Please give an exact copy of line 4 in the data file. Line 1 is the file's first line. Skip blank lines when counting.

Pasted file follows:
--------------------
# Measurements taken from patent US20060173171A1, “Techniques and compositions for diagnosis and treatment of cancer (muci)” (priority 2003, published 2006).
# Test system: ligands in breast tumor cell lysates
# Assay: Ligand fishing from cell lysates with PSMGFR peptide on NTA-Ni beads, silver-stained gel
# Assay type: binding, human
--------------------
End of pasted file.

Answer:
# Assay type: binding, human